OUTLOOK '13: US WR Grace seeks exit from bankruptcy protection

07 January 2013 16:08  [Source: ICIS news]

HOUSTON (ICIS)--US-based catalyst producer WR Grace expects to emerge from bankruptcy protection in 2013, more than a decade after it filed for Chapter 11.

Meanwhile, another long-standing piece of litigation, an isocyanates price-fixing lawsuit, could also become closer to resolution.

WR Grace filed for bankruptcy protection under Chapter 11 in 2001 after being overwhelmed by asbestos lawsuits.

At the time of its bankruptcy filing, the company faced 65,656 such cases involving 17 property-damage claims and more than 129,000 personal-injury claims.

In January 2011, the US bankruptcy court in Delaware confirmed the company's reorganisation plan, which provided a road map for how it would emerge from bankruptcy protection.

The following year, a US District Court affirmed the ruling from the bankruptcy court.

Despite these milestones, the company continues to operate under bankruptcy protection because litigation is still pending in the Third Circuit Court.  

So far, oral hearings are scheduled for the first quarter, the company said. A ruling could be handed down in the third quarter.

However, the court will issue its ruling on its own timeframe.

In addition to the WR Grace bankruptcy proceedings, another long-running case involving major chemical companies is closer to resolution.

This lawsuit accused Huntsman, Bayer, BASF, Dow Chemical and LyondellBasell of fixing prices for propylene oxide (PO)–based polyether polyols; methyl di-p-phenylene isocyanate (MDI); and toluene di-isocyanate (TDI) that were purchased between 1 January 1999 and 31 December 2004.

The lawsuit was filed in 2004 in US District Court in Kansas.

In 2006, Bayer agreed to pay $55.3m (€42m) to settle the suit's allegations against it.  

In 2011, Huntsman agreed to pay $33m and BASF agreed to pay $51m. LyondellBasell managed to settle the case for nothing.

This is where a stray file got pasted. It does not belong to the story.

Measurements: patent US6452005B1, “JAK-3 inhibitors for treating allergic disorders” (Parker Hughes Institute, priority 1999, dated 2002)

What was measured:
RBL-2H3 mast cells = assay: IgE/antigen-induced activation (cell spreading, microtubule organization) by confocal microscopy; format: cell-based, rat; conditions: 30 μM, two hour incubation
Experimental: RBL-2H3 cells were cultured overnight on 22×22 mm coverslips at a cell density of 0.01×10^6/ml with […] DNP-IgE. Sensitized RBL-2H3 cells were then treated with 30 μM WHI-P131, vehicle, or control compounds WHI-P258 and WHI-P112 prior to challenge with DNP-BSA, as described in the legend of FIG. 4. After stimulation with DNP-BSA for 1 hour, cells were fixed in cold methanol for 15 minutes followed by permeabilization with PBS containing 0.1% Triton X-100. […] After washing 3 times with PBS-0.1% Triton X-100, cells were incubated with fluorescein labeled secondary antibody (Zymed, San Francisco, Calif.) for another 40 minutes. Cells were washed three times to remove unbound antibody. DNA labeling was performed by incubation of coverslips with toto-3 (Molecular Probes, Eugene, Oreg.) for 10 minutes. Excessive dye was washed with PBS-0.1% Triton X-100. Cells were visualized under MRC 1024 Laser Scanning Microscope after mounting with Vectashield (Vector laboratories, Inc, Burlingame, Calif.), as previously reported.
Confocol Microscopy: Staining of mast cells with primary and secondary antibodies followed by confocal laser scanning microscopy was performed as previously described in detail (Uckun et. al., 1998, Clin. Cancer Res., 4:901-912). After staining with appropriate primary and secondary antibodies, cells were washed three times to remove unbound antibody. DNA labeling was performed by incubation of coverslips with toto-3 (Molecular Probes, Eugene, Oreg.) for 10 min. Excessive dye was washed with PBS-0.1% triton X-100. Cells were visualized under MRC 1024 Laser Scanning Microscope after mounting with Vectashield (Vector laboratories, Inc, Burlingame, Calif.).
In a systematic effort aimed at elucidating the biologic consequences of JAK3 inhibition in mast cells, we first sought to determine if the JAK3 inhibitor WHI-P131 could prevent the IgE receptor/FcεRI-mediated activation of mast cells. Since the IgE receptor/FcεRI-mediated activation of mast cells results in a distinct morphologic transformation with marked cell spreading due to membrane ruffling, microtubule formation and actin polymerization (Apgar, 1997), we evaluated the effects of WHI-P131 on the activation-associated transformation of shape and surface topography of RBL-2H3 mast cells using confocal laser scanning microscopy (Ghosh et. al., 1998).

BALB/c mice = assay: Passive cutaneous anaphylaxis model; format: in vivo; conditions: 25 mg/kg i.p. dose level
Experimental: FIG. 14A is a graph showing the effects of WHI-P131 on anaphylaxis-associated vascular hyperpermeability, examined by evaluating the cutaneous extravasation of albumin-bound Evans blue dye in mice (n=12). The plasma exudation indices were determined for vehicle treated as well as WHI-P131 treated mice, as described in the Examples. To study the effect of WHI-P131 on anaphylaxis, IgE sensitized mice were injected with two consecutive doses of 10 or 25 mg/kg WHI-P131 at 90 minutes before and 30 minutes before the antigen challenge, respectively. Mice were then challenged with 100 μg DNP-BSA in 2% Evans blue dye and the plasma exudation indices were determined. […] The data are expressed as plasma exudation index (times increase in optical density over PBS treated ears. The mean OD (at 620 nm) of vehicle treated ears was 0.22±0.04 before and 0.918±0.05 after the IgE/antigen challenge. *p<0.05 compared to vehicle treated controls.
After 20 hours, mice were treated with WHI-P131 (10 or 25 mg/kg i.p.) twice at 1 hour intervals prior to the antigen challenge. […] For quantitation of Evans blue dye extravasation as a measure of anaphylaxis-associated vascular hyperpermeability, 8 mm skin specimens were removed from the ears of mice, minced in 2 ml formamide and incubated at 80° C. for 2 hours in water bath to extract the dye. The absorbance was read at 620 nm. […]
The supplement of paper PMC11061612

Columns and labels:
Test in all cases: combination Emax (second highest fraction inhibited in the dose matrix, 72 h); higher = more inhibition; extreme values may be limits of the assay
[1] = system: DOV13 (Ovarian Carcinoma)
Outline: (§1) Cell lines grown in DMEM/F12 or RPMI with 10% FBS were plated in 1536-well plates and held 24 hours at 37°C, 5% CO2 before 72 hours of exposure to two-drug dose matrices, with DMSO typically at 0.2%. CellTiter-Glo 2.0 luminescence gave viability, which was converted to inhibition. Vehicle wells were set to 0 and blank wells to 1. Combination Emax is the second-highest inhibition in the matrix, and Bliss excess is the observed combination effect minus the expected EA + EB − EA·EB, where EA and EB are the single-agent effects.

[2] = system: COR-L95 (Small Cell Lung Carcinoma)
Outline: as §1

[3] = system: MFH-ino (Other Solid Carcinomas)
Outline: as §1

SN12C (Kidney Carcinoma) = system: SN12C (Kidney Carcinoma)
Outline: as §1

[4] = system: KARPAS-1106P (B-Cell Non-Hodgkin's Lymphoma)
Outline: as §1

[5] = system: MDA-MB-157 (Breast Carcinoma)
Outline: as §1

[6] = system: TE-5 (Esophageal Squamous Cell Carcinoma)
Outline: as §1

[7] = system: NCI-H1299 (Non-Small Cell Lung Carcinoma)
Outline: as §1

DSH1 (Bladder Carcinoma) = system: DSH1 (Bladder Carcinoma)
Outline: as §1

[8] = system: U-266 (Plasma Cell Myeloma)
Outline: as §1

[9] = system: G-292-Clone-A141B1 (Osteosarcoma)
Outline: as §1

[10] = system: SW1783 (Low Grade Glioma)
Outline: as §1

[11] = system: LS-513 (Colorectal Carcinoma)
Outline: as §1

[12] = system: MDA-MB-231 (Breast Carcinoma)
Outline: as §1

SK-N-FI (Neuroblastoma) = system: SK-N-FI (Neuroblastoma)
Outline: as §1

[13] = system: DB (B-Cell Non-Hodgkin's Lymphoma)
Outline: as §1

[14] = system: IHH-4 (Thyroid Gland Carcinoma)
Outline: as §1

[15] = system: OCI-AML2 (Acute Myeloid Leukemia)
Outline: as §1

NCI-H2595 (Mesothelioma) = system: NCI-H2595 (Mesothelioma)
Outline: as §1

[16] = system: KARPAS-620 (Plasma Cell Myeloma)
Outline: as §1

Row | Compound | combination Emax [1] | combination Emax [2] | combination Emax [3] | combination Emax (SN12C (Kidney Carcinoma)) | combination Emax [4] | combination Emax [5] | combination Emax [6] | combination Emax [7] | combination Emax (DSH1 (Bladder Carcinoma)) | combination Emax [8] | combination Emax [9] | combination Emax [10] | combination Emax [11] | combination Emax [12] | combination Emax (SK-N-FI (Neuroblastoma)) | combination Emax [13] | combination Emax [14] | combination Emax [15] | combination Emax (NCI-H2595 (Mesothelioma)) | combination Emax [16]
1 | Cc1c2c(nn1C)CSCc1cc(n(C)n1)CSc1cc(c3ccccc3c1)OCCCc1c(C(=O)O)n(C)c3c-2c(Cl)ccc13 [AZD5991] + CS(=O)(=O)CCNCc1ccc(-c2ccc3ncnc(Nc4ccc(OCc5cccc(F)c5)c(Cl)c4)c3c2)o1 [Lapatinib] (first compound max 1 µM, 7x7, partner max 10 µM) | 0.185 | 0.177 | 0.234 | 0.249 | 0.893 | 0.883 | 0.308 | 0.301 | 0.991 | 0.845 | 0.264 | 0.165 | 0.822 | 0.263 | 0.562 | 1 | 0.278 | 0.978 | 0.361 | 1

The court has approved all of the settlements, leaving Dow Chemical as the lone producer fighting the class-action lawsuit.

The trial is scheduled to begin 23 January.

Some of the plaintiffs in the isocyanates lawsuit are themselves defendants in another price-fixing case.

In this case, the defendants used isocyanates to make polyurethane (PU) foam, which was then sold to bed and furniture makers.

In the lawsuit, the foam producers are accused of fixing prices for finished polyurethane foam.

So far, one of the foam makers has reached a settlement. Under it, Vitafoam would pay up to $15m. In settling the lawsuit, Vitafoam denied all allegations that it had done anything wrong.

The charges against foam producers Otto Bock and Plastomer were dismissed.

Valle Foam, one of Canada’s largest PU foam producers, has filed for creditor protection.

Others foam makers entangled in the lawsuit include Carpenter, Flexible Foam Products, Future Foam, FXI - Foamex Innovations, Hickory Springs Manufacturing, Leggett & Platt, Mohawk Industries, Scottdel and the Woodbridge Group.

($1 = €0.76)

By: Al Greenwood
+1 713 525 2645

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